MacIntyre adds a helpful analysis in The Cambridge Mozart Encyclopedia,

The solemn, subdued work (Adagio; D Major) is scored for four-part chorus, strings (two violins, viola, cellos/basses) and continuo. All parts are marked sotto voce; and all voices except the bass are restricted to a range of less than an octave. The solemnity reminds us of Mozart’s Masonic music from this period. Subtle control of musical rhetoric is evident in the affective chromaticism and twisting harmonic modulations. In the emphatic repeat of ‘in mortis’ the sopranos leap expressively to their highest pitch, d”. The only lapse in the overall homophonic texture comes, appropriately, with the paired imitative entries at ‘Esto nobis praegustatum’ (be for us a foretaste).11

It is amazing that Mozart can capture so much emotion in only 46 measures of music. Perhaps this piece is so often overlooked because of its brevity; it is certainly worthy of more attention than it gets. All the more reason that we should stretch it with a slow, free tempo.


  • Choir of King’s College, Cambridge, cond. Stephen Cleobury, Mozart Vespers (EMI, 1989) – Phrasing and breathing are great. Tenor and bass voices are very prominent.
  • Choir of New College, Oxford, cond. Edward Higginbotham, Agnus Dei: Music of Inner Harmony (Erato Disques, 1997)
  • Handel & Haydn Society, cond. Harry Christophers, Mozart Requiem (The Sixteen Productions, 2011)
  • Westminster Cathedral Choir, cond. James O’Donnell – Very slow, expressive interpretation that is closest to my own preference.


  • Black, David Ian, “Mozart and the Practice of Sacred Music, 1781-91,” doctoral thesis, Harvard University, April 2007.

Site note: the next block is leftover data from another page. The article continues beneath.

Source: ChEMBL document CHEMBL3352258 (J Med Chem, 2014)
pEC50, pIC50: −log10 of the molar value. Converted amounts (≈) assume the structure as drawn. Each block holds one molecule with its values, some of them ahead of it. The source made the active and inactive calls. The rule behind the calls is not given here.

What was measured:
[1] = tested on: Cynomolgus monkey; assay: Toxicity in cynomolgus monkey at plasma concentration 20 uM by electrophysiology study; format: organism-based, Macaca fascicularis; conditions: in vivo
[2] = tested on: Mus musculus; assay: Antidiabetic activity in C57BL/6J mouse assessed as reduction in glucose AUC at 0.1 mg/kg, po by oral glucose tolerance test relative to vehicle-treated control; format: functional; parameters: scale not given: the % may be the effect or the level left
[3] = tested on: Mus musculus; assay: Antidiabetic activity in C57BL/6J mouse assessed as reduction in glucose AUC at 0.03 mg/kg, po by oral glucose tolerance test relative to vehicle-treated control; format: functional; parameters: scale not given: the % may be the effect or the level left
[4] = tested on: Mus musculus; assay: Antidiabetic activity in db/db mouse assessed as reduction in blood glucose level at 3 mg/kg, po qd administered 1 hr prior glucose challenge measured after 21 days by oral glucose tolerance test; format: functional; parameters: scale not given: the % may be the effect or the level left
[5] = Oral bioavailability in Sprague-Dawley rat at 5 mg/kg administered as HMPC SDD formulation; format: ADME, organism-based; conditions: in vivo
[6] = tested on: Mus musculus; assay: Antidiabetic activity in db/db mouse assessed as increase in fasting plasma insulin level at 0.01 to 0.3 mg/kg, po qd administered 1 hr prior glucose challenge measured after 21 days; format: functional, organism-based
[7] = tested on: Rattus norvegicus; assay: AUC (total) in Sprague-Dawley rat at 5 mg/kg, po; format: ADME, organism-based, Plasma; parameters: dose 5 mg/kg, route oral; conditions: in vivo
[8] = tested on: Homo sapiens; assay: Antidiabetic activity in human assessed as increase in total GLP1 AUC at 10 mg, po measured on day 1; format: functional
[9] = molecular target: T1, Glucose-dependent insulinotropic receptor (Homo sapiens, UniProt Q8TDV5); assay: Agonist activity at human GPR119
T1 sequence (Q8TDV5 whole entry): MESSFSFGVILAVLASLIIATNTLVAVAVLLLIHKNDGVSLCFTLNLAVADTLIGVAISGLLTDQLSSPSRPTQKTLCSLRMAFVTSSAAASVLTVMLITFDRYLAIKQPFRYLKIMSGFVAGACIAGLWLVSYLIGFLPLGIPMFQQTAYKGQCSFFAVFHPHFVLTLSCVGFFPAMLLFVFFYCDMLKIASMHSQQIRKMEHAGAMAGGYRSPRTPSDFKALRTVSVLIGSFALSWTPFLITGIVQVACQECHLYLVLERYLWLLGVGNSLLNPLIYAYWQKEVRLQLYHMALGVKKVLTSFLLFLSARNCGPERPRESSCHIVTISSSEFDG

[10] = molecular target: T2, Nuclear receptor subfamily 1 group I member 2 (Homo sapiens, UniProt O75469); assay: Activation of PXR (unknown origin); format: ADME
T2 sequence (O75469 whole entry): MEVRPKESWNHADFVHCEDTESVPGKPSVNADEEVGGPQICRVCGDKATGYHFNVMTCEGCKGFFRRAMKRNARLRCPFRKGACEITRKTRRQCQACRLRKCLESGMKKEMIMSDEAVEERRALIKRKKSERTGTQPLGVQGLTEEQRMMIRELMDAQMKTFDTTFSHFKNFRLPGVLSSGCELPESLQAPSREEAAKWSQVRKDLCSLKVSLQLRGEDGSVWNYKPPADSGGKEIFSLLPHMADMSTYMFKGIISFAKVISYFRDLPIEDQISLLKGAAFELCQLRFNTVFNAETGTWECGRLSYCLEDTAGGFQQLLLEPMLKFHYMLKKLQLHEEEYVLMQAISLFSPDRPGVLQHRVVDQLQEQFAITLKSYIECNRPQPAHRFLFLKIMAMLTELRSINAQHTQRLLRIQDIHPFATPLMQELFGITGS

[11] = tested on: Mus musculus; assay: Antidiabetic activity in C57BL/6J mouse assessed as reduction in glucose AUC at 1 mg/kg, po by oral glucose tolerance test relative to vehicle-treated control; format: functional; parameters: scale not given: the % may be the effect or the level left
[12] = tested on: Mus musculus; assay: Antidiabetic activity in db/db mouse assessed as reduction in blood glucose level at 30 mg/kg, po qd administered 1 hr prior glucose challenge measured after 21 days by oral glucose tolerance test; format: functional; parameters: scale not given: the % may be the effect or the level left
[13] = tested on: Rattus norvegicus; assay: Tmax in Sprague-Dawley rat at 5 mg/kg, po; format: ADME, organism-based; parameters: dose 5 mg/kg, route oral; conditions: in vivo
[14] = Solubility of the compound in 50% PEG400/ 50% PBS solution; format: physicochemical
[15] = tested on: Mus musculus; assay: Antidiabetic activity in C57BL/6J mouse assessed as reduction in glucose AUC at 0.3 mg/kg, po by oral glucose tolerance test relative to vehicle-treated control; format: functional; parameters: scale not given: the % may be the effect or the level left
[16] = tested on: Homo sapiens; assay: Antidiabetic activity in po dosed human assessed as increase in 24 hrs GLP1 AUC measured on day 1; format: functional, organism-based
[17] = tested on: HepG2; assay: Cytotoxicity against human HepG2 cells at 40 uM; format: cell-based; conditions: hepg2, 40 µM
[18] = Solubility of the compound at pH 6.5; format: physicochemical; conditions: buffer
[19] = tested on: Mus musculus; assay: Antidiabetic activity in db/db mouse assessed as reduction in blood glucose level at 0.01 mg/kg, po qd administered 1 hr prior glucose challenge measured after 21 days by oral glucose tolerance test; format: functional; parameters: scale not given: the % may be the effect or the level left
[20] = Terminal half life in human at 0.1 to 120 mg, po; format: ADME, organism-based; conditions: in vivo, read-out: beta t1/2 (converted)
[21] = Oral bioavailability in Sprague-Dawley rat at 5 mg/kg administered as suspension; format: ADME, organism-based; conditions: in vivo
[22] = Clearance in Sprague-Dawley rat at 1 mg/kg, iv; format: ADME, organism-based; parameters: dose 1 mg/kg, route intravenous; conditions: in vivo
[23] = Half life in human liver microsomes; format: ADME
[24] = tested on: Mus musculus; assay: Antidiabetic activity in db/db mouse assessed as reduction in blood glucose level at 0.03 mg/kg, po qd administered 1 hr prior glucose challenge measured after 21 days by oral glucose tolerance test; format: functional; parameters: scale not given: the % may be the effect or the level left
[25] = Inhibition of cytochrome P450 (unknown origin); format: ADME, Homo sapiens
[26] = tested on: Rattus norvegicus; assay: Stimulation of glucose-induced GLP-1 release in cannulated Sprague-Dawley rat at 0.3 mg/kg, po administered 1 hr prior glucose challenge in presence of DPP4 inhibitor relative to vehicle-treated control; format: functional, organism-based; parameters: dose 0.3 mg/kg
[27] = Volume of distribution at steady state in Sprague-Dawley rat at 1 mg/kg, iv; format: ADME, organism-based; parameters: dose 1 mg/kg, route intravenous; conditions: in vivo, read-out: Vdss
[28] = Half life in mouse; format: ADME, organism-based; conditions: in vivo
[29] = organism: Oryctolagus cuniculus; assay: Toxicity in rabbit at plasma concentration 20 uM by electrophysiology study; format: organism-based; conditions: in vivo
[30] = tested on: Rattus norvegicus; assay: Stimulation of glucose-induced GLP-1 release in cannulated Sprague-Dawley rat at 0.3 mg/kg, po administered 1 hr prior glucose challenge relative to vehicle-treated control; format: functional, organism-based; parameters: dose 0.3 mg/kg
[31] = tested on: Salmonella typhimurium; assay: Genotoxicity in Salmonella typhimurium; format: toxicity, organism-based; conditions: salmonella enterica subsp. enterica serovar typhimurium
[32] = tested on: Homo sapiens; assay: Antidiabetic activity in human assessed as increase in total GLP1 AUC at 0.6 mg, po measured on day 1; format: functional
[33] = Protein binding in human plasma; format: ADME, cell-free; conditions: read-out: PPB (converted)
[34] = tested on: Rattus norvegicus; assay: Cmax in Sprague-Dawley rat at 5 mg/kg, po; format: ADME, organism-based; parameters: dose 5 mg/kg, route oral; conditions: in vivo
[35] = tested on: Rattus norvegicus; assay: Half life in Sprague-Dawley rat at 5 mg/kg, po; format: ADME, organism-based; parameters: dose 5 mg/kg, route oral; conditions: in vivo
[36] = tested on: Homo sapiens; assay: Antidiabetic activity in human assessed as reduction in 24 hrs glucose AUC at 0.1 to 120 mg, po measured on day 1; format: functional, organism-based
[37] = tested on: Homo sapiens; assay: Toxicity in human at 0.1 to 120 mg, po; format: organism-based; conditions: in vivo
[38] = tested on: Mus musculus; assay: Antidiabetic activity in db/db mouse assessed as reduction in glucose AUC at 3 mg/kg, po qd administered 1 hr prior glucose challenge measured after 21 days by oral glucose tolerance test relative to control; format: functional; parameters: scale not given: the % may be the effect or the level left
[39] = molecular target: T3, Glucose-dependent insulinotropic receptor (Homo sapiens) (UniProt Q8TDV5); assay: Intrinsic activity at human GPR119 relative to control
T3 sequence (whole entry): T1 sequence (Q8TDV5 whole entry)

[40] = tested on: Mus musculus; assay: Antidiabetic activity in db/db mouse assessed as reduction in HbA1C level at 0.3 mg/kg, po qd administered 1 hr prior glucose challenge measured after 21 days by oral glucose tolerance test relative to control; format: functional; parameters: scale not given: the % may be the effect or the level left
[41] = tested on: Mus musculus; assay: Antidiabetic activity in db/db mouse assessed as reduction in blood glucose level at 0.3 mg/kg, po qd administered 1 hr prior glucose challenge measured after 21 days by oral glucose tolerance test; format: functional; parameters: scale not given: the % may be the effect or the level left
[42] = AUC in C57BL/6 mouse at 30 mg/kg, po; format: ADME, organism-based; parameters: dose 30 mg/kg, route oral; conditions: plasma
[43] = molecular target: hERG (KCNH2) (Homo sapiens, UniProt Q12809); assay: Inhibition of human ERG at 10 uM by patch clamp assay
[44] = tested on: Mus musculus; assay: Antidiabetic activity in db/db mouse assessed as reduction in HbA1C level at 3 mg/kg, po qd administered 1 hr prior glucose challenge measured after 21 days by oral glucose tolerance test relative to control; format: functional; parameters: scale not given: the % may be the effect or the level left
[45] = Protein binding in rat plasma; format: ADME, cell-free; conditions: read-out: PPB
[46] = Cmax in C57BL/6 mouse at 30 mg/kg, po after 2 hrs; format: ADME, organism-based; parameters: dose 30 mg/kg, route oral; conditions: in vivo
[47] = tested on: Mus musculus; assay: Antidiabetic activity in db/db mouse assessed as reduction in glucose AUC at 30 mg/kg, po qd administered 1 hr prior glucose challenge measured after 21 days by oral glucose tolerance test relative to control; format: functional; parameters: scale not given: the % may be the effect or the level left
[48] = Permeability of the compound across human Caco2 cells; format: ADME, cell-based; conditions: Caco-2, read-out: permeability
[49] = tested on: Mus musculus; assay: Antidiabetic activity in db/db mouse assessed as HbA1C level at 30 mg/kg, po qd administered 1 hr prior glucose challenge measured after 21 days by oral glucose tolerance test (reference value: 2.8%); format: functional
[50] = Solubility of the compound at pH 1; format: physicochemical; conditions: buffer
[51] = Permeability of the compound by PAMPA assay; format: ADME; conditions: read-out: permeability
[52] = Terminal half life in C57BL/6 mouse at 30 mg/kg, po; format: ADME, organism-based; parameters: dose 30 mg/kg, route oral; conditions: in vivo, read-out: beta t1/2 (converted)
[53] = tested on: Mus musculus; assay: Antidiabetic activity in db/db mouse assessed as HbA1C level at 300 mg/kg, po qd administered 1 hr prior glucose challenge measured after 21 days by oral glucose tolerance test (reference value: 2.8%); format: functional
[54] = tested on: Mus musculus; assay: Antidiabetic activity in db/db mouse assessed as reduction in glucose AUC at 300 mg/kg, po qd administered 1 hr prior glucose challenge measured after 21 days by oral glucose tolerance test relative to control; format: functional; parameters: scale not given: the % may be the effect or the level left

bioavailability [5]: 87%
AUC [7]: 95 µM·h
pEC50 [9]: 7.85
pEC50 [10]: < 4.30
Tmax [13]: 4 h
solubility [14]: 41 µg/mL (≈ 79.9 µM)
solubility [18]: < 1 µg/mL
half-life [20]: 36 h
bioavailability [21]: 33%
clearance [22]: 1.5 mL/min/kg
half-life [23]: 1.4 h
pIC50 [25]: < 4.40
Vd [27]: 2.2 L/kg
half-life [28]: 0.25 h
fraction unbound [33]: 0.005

• Choral Public Domain Library (sheet music & arrangements)
  • Eisen, Cliff, & Keefe, Simon P. (edt.), The Cambridge Mozart Encyclopedia (Cambridge Univ. Press, 2006), pp. 293-295.
  • Wikipedia
  • Zaslaw, Neal, & Cowdery, William (edt.), The Compleat Mozart: A Guide to the Musical Works of Wolfgang Amadeus Mozart (Lincoln Center for the Performing Arts, 1990), p. 28.

Related Works

  • La Clemenza di Tito (The Clemcy of Titus, K. 621) by W.A. Mozart
  • Coronation Mass (K. 317) by W.A. Mozart
  • O Magnum Mysterium by Morten Lauridsen
  • O Magnum Mysterium by Tomás Luis de Victoria
  • Per questa bella mano (K. 612) by W.A. Mozart
  • Requiem (K. 626) by W.A. Mozart
  • Sancta Maria, Mater Dei, in F major (K. 273) by W.A. Mozart


  1. Kemp, Lindsay, program notes for the Mozart Requiemrecording by the Handel and Haydn Society, directed by Harry Christophers, p. 9.
  2. Golding, Robin, program notes for the Mozart Vespersrecording by The Hilliard Ensemble and Choir of King’s College, Cambridge, p. 4, lists date as June 18. Raeburn, Andrew, in Zaslaw, The Compleat Mozart, p. 28, lists date as June 17. MacIntyre, Bruce C., “motet,” in Eisen, Cliff, & Keefe, Simon P. (edt.), The Cambridge Mozart Encyclopedia(Cambridge Univ. Press, 2006), pp. 293-295, also lists it as June 17.
  3. Raeburn.
  4. MacIntyre, p. 295.
  5. Nairn, Robert, recorded commentary on the Mozart Requiemrecording by the Handel and Haydn Society, directed by Harry Christophers, track 16.
  6. MacIntyre, p. 295.
  7. Kemp, p. 9-10.
  8. Quoted by Golding, p. 5.
  9. Raeburn.
  10. Black, David Ian, “Mozart and the Practice of Sacred Music, 1781-91,” doctoral thesis, Harvard University, April 2007.
  11. MacIntyre, p. 295.